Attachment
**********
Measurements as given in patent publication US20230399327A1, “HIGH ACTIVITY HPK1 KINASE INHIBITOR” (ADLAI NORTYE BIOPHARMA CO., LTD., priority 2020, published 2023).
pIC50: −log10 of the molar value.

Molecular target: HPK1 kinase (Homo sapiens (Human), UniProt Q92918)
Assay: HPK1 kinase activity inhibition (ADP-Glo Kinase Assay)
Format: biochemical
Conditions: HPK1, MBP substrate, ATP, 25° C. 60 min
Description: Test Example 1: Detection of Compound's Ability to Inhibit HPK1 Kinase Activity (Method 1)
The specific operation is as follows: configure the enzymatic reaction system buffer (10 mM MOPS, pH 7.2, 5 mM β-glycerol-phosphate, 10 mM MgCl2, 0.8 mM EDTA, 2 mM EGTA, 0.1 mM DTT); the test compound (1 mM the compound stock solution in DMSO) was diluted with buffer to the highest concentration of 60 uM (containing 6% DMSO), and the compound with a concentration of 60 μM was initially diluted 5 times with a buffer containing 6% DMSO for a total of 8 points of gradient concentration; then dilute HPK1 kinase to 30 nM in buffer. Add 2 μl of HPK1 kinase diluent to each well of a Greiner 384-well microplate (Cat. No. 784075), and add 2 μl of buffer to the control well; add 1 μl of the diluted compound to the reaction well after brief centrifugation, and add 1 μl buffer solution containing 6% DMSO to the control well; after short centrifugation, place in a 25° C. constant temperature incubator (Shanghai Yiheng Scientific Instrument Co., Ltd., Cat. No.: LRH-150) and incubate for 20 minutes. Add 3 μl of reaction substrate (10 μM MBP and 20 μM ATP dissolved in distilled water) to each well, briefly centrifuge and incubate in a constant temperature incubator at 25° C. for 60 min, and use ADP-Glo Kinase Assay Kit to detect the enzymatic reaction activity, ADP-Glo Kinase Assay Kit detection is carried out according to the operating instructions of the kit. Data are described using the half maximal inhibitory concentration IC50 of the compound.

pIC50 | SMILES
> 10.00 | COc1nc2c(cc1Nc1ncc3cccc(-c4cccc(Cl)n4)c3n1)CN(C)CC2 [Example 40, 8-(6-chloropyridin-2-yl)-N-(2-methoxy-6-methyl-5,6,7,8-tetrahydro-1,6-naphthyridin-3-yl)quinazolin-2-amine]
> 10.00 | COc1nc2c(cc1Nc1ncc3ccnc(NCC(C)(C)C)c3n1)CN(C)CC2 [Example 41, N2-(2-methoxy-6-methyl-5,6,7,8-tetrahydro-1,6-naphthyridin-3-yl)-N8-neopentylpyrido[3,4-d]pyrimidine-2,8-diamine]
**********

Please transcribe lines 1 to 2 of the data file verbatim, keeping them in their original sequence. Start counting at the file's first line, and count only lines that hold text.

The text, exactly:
Measurements as given in patent publication US20230399327A1, “HIGH ACTIVITY HPK1 KINASE INHIBITOR” (ADLAI NORTYE BIOPHARMA CO., LTD., priority 2020, published 2023).
pIC50: −log10 of the molar value.